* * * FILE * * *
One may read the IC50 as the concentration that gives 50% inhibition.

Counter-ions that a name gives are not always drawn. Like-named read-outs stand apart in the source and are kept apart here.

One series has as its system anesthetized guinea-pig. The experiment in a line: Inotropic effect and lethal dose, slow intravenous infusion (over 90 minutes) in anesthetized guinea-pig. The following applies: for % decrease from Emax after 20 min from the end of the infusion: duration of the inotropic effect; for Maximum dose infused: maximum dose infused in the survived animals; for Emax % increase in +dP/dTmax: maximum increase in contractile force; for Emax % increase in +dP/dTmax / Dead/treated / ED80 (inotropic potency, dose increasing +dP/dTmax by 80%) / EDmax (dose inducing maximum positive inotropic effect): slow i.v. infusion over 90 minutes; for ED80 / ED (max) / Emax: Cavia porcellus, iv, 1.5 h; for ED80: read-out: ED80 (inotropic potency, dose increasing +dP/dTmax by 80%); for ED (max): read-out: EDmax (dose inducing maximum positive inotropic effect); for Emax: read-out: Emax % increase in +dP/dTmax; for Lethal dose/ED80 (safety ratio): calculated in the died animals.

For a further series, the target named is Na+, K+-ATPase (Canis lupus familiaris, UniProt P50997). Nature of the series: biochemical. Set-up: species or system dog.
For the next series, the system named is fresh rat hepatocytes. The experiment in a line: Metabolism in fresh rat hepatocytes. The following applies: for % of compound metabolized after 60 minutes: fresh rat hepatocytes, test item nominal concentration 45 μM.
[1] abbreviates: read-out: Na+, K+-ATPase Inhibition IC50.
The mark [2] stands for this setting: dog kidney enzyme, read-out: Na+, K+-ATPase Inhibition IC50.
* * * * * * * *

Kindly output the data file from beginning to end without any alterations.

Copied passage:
One may read the IC50 as the concentration that gives 50% inhibition.

Counter-ions that a name gives are not always drawn. Like-named read-outs stand apart in the source and are kept apart here.

One series has as its system anesthetized guinea-pig. The experiment in a line: Inotropic effect and lethal dose, slow intravenous infusion (over 90 minutes) in anesthetized guinea-pig. The following applies: for % decrease from Emax after 20 min from the end of the infusion: duration of the inotropic effect; for Maximum dose infused: maximum dose infused in the survived animals; for Emax % increase in +dP/dTmax: maximum increase in contractile force; for Emax % increase in +dP/dTmax / Dead/treated / ED80 (inotropic potency, dose increasing +dP/dTmax by 80%) / EDmax (dose inducing maximum positive inotropic effect): slow i.v. infusion over 90 minutes; for ED80 / ED (max) / Emax: Cavia porcellus, iv, 1.5 h; for ED80: read-out: ED80 (inotropic potency, dose increasing +dP/dTmax by 80%); for ED (max): read-out: EDmax (dose inducing maximum positive inotropic effect); for Emax: read-out: Emax % increase in +dP/dTmax; for Lethal dose/ED80 (safety ratio): calculated in the died animals.

For a further series, the target named is Na+, K+-ATPase (Canis lupus familiaris, UniProt P50997). Nature of the series: biochemical. Set-up: species or system dog.
For the next series, the system named is fresh rat hepatocytes. The experiment in a line: Metabolism in fresh rat hepatocytes. The following applies: for % of compound metabolized after 60 minutes: fresh rat hepatocytes, test item nominal concentration 45 μM.
[1] abbreviates: read-out: Na+, K+-ATPase Inhibition IC50.
The mark [2] stands for this setting: dog kidney enzyme, read-out: Na+, K+-ATPase Inhibition IC50.